Improving sentiment analysis

Lorenzo Gatti, Judith van Stegeren

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Pattern ( is an open-source Python package for NLP that is developed and maintained by the CLiPS Computational Linguistics group at Universiteit Antwerpen.
The submodule for Dutch,, contains a rule-based sentiment analyzer, which is based on a built-in lexicon of about 4,000 Dutch lemmas.
The lexicon contains a subjectivity and polarity score for each word, which are used to calculate a score for an input sentence. The usefulness of the lexicon was evaluated in 2012 by using it to classify book reviews.

However, the applicability of Pattern in more general-domain sentiment analysis tasks is limited. For example, the sentences "During the war, my youngest daughter died." or "I just broke up with my significant other and I don't want to live anymore." will receive a neutral judgement from the sentiment analysis function of
In order to generalise's sentiment analysis functionality, we propose to supplement its emotion lexicon with additional Dutch words and an associated subjectivity/polarity score.
In this talk, we describe our attempt to extend with words from Moors lexicon (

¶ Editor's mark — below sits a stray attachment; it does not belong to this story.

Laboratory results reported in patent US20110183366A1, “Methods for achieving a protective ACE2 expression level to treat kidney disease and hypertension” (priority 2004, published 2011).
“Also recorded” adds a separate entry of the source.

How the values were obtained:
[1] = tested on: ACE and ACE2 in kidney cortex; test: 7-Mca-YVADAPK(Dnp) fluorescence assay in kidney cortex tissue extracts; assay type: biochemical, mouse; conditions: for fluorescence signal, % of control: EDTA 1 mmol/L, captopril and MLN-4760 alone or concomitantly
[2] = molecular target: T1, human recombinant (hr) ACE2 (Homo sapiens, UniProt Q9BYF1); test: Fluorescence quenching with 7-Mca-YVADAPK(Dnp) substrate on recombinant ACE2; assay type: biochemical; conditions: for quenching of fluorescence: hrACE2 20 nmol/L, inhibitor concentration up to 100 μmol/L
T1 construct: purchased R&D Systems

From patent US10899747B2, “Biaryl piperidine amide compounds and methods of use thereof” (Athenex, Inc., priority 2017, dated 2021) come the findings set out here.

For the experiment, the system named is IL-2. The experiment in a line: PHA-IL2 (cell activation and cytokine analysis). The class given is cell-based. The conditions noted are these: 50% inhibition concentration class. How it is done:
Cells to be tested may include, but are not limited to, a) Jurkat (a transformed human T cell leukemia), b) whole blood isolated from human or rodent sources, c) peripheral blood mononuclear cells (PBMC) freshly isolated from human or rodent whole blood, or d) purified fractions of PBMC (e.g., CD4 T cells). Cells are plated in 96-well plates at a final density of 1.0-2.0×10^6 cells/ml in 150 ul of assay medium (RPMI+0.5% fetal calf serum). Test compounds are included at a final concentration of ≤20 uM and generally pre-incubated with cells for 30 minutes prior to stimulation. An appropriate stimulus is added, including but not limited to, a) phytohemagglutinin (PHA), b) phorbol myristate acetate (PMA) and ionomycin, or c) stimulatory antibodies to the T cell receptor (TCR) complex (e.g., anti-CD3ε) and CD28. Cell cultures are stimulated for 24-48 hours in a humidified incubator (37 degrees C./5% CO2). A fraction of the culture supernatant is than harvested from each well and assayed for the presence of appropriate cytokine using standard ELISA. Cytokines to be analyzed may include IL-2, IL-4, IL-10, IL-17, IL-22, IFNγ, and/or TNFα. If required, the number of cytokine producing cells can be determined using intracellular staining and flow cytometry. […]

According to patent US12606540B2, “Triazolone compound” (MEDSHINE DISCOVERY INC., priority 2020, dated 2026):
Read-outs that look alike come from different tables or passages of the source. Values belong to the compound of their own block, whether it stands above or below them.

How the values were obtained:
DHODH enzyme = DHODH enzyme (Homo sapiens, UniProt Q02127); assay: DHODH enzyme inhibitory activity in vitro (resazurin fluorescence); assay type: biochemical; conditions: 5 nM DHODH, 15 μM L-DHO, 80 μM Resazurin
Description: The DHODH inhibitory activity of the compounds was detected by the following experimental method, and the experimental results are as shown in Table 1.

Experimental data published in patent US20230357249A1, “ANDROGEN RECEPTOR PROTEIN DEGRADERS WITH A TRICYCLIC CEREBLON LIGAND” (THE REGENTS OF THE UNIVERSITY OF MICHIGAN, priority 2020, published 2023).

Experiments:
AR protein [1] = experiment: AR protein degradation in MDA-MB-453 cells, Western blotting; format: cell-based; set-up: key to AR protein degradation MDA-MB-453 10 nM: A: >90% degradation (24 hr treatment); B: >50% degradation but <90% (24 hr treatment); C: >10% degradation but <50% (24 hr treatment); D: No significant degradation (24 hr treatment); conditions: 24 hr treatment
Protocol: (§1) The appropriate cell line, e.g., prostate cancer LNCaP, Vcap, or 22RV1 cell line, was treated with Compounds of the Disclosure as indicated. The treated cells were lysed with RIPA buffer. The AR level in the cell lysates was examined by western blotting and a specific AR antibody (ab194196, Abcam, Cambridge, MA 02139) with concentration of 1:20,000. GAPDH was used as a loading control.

Moors lexicon contains manually-annotated scores of valence, arousal and dominance for about 4,300 Dutch words.

The ratings of valence were first rescaled to the [-1;1] range used by, and then added to its lexicon, increasing the coverage to a total of 6,877 unique words. We compared the effect of this extension by measuring the mean average error (MAE) of the original version of and our extended version against a balanced dataset of 11,180 book reviews and the associated ratings (1 to 5 stars) collected from
Preliminary experiments on the correlation between the common subset between and Moors' (0.8) bode well, but despite the increase in coverage, preliminary results are negative: the original version of seems to perform better than after the lexicon expansion.
This was also confirmed by further tests, where we tried, to no avail,
– removing Moors' words centered around 0 (i.e., neutral ones);
– removing stopwords from Moors';
– replicating the original evaluation by binarizing the dataset and using F1 score.

Part of the problem might lie in the dataset used for the evaluation: reviews are related to sentiment, but indirectly; furthermore, the dataset is very noisy. Different results could also be obtained by PoS-tagging and lemmatizing the data, a step that is not technically required but might be beneficial to increase the coverage of Moors' lexicon in sentences.

We are currently looking for suitable datasets for Dutch that can be used to evaluate our extension, preferably datasets that are more general domain than product reviews.
Original languageEnglish
Publication statusPublished - Dec 2020
Event30th Meeting on Computational Linguistics in The Netherlands, CLIN 2020 - Utrecht University, Utrecht, Netherlands
Duration: 30 Jan 202030 Jan 2020
Conference number: 30


Conference30th Meeting on Computational Linguistics in The Netherlands, CLIN 2020
Abbreviated titleCLIN 2020
Internet address


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